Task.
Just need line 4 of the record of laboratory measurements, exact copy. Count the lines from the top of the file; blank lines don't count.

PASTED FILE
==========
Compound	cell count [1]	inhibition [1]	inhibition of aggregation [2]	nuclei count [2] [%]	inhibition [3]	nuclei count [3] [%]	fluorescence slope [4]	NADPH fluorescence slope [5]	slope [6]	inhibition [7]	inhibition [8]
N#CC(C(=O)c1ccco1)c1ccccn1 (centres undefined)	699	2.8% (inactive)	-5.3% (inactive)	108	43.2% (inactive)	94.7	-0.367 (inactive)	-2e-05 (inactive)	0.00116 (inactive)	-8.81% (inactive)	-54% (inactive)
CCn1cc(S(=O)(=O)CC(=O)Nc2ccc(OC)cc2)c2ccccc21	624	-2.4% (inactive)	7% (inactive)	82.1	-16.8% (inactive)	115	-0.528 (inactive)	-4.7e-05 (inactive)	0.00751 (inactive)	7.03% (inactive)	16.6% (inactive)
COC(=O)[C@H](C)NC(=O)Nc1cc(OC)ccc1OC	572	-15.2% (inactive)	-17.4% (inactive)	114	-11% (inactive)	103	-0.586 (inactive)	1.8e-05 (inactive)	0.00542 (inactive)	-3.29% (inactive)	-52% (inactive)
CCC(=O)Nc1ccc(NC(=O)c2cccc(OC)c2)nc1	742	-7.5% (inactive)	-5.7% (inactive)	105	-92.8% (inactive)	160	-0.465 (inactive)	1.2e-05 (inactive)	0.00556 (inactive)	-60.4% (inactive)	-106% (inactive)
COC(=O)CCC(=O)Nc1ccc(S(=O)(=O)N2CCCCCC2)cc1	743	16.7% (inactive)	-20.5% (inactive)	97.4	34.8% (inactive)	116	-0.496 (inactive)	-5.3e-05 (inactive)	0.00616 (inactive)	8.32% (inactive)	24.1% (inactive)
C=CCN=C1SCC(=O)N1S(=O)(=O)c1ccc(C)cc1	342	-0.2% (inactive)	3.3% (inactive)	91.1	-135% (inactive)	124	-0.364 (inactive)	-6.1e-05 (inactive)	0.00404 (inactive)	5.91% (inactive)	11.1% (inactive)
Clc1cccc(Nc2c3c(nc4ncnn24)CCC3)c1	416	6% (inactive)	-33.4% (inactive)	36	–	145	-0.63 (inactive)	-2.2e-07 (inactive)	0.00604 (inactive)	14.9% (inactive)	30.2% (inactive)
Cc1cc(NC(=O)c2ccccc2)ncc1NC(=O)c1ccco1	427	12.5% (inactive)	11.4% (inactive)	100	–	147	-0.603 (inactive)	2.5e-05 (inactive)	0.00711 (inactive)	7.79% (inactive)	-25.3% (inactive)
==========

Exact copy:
COC(=O)[C@H](C)NC(=O)Nc1cc(OC)ccc1OC	572	-15.2% (inactive)	-17.4% (inactive)	114	-11% (inactive)	103	-0.586 (inactive)	1.8e-05 (inactive)	0.00542 (inactive)	-3.29% (inactive)	-52% (inactive)